Polia and other locals worry that these legal and illegal developments and the larger crowds they may attract will diminish the region’s traditional culture and preserved environment. “In five years, Thethi may be ready for it,” he said, “but right now it’s not.”
The race for development is part of the country’s push for European Union membership. Like Kosovo, the government has focused on showcasing Albania’s preserved landscapes to draw foreign interest and facilitate joining the European Union. Indeed, in June 2014 the European Union granted Albania candidacy status, the next step on the way to becoming a full member. Arjeta Troshani, the dean of economic faculty at Shkodra University and a consultant to the national government on tourism, stressed the importance of marketing Albanian culture while working to secure resource management plans with neighboring countries, including environmental partnerships with Montenegro and Kosovo that could make a tri-country peace park possible.
But in order to preserve the culture of Thethi and other small villages, it is clear more open discussion between stakeholders is needed. “[Albania] is too small to see on a map, but inside…it is so huge,” said Polia. Comprehensive planning that takes into account the impact of development on the landscape, the culture, and the people is sorely lacking.
A critical dynamic that will determine the success of this transition from isolated subsistence to interconnected development across the Balkans is how effectively laws protecting Thethi, Bjeshket e Nemuna, and Prokletije are enforced. This single alpine ecosystem spans three new democracies and is crucial for European Union membership in all three countries, providing an important barometer for cross-border cooperation.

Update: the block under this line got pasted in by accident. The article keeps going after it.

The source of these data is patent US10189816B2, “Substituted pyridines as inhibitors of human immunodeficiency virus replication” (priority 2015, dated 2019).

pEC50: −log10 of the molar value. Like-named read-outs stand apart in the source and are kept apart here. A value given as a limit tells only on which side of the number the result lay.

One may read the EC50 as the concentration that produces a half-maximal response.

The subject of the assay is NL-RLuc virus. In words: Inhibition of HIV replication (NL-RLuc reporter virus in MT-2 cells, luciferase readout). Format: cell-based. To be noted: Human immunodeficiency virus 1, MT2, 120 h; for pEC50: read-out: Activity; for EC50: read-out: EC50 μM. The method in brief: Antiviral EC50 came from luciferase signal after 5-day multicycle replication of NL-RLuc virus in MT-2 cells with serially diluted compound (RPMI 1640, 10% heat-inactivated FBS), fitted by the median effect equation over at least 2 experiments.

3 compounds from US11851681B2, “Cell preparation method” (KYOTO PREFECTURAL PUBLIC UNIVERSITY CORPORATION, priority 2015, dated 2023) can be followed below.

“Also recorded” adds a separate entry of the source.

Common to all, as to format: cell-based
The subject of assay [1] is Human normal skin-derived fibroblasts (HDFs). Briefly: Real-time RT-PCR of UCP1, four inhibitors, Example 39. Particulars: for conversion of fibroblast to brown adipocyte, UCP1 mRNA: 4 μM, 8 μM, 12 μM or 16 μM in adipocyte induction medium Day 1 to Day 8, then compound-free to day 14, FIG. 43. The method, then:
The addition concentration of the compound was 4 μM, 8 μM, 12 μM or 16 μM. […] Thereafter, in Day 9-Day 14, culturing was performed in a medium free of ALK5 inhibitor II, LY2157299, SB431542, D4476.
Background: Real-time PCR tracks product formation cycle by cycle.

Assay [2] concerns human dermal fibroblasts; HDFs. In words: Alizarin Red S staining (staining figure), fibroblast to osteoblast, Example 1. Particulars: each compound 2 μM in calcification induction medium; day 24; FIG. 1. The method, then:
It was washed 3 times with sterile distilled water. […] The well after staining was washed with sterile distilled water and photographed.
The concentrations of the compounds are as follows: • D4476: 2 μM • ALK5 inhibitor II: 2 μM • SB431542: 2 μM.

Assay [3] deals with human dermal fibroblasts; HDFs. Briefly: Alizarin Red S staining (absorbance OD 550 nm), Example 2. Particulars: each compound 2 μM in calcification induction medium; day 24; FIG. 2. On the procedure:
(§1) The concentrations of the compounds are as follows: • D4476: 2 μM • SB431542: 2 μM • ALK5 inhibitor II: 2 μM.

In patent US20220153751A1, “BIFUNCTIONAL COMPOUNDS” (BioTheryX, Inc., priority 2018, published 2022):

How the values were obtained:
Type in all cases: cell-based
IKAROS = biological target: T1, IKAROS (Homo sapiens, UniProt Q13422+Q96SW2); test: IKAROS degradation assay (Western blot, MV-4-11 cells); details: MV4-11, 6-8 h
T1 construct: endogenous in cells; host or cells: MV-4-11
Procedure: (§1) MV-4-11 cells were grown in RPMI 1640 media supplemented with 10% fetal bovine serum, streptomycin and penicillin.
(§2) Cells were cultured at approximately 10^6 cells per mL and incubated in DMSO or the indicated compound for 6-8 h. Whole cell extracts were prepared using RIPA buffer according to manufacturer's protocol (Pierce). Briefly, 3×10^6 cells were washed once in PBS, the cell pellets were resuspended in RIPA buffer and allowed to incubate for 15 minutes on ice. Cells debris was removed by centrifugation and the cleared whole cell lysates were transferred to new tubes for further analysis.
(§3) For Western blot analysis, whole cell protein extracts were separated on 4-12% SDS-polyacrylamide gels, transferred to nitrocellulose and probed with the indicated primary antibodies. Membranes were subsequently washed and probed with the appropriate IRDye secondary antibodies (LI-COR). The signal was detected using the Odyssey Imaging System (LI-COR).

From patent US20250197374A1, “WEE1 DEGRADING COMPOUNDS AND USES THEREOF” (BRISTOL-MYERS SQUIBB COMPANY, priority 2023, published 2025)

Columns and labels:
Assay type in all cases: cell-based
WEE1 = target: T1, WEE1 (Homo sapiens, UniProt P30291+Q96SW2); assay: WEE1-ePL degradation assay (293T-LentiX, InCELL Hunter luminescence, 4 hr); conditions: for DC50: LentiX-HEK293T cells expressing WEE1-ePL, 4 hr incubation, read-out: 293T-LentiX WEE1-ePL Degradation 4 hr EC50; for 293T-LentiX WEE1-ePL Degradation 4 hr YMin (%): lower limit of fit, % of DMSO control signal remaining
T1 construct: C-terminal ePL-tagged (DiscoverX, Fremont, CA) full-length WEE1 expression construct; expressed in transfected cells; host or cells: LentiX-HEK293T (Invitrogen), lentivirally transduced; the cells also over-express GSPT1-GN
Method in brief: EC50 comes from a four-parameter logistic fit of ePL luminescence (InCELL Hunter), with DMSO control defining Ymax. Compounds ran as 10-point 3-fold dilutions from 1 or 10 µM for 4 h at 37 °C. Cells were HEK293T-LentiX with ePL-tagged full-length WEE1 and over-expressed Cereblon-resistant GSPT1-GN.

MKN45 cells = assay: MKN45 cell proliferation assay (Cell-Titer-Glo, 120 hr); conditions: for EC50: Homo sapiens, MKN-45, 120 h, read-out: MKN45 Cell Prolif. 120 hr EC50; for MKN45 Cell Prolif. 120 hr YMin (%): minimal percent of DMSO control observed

Cross-cultural exchanges contribute towards establishing the cooperative frameworks needed to achieve these goals. And, as grassroots activism and action integrate with top down policies, we hope there will one day be formal recognition of a Balkans Peace Park. Perhaps expeditions like ours will play a small part in facilitating the cross-border cooperation that expands sustainable development, environmental conservation, and reconciliation.
The original version of this article appeared on New Security Beat.
Jenna Cripps, Stephanie Gentle, Sarah Liuba, Alaina Morman, Matt Paulins, Alexandra Sargent, Rachel Schack, Nora Sullivan, and Laura Tobar were students on the 2014 Balkans Peace Park Expedition. At the time, Stephanie Gentle and Sarah Liuba were graduate students at the Monterey Institute of International Studies, Alexandra Sargent a graduate student at the University of New Hampshire, and Jenna Cripps, Alaina Morman, Matt Paulins, Rachel Schack, Nora Sullivan, and Laura Tobar were students at Ohio University.
Todd Waltersis the founder and executive director of International Peace Park Expeditions. Geoff Dabelkois a senior advisor to ECSP and professor and director of the Environmental Studies Program at Ohio University’s Voinovich School of Leadership and Public Affairs.